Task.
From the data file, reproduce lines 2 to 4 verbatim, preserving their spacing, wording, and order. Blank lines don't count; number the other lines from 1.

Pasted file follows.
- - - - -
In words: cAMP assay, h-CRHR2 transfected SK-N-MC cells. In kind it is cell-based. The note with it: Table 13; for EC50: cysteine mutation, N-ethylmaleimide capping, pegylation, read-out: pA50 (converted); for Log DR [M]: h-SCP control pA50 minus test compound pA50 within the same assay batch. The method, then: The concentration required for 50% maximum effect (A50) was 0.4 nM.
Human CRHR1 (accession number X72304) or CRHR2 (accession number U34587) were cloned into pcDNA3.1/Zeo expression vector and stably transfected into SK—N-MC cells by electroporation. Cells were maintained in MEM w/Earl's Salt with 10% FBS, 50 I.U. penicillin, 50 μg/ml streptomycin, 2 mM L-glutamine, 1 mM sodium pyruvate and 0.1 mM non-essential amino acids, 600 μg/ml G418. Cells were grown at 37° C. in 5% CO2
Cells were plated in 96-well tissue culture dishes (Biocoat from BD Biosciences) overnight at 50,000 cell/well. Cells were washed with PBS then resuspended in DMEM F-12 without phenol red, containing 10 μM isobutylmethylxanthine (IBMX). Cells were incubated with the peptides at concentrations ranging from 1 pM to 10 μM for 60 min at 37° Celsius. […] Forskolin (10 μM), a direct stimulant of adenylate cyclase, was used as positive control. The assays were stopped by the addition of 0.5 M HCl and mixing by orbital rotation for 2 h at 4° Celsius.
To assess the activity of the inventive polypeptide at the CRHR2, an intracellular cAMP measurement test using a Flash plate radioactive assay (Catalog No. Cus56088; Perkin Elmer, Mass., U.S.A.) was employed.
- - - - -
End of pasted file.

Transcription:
Human CRHR1 (accession number X72304) or CRHR2 (accession number U34587) were cloned into pcDNA3.1/Zeo expression vector and stably transfected into SK—N-MC cells by electroporation. Cells were maintained in MEM w/Earl's Salt with 10% FBS, 50 I.U. penicillin, 50 μg/ml streptomycin, 2 mM L-glutamine, 1 mM sodium pyruvate and 0.1 mM non-essential amino acids, 600 μg/ml G418. Cells were grown at 37° C. in 5% CO2
Cells were plated in 96-well tissue culture dishes (Biocoat from BD Biosciences) overnight at 50,000 cell/well. Cells were washed with PBS then resuspended in DMEM F-12 without phenol red, containing 10 μM isobutylmethylxanthine (IBMX). Cells were incubated with the peptides at concentrations ranging from 1 pM to 10 μM for 60 min at 37° Celsius. […] Forskolin (10 μM), a direct stimulant of adenylate cyclase, was used as positive control. The assays were stopped by the addition of 0.5 M HCl and mixing by orbital rotation for 2 h at 4° Celsius.
To assess the activity of the inventive polypeptide at the CRHR2, an intracellular cAMP measurement test using a Flash plate radioactive assay (Catalog No. Cus56088; Perkin Elmer, Mass., U.S.A.) was employed.